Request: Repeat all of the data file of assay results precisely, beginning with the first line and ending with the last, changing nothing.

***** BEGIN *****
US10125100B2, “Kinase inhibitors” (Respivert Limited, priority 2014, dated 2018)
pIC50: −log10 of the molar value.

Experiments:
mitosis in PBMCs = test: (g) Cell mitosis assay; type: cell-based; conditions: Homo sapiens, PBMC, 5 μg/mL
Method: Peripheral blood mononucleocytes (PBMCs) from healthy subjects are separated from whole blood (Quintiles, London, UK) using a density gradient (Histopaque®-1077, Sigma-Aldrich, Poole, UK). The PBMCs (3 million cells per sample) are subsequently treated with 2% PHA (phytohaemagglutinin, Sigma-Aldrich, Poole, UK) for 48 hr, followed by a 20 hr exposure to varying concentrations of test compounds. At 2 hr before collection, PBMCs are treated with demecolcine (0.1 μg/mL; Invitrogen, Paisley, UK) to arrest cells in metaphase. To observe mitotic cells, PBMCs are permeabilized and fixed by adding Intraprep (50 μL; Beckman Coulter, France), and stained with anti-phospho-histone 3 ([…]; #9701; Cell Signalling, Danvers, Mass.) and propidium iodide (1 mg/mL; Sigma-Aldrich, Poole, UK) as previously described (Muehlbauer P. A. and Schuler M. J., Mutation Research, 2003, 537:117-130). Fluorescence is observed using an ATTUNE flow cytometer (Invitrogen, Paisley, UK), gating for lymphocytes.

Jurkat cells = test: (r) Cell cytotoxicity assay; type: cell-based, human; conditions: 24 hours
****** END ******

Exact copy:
US10125100B2, “Kinase inhibitors” (Respivert Limited, priority 2014, dated 2018)
pIC50: −log10 of the molar value.

Experiments:
mitosis in PBMCs = test: (g) Cell mitosis assay; type: cell-based; conditions: Homo sapiens, PBMC, 5 μg/mL
Method: Peripheral blood mononucleocytes (PBMCs) from healthy subjects are separated from whole blood (Quintiles, London, UK) using a density gradient (Histopaque®-1077, Sigma-Aldrich, Poole, UK). The PBMCs (3 million cells per sample) are subsequently treated with 2% PHA (phytohaemagglutinin, Sigma-Aldrich, Poole, UK) for 48 hr, followed by a 20 hr exposure to varying concentrations of test compounds. At 2 hr before collection, PBMCs are treated with demecolcine (0.1 μg/mL; Invitrogen, Paisley, UK) to arrest cells in metaphase. To observe mitotic cells, PBMCs are permeabilized and fixed by adding Intraprep (50 μL; Beckman Coulter, France), and stained with anti-phospho-histone 3 ([…]; #9701; Cell Signalling, Danvers, Mass.) and propidium iodide (1 mg/mL; Sigma-Aldrich, Poole, UK) as previously described (Muehlbauer P. A. and Schuler M. J., Mutation Research, 2003, 537:117-130). Fluorescence is observed using an ATTUNE flow cytometer (Invitrogen, Paisley, UK), gating for lymphocytes.

Jurkat cells = test: (r) Cell cytotoxicity assay; type: cell-based, human; conditions: 24 hours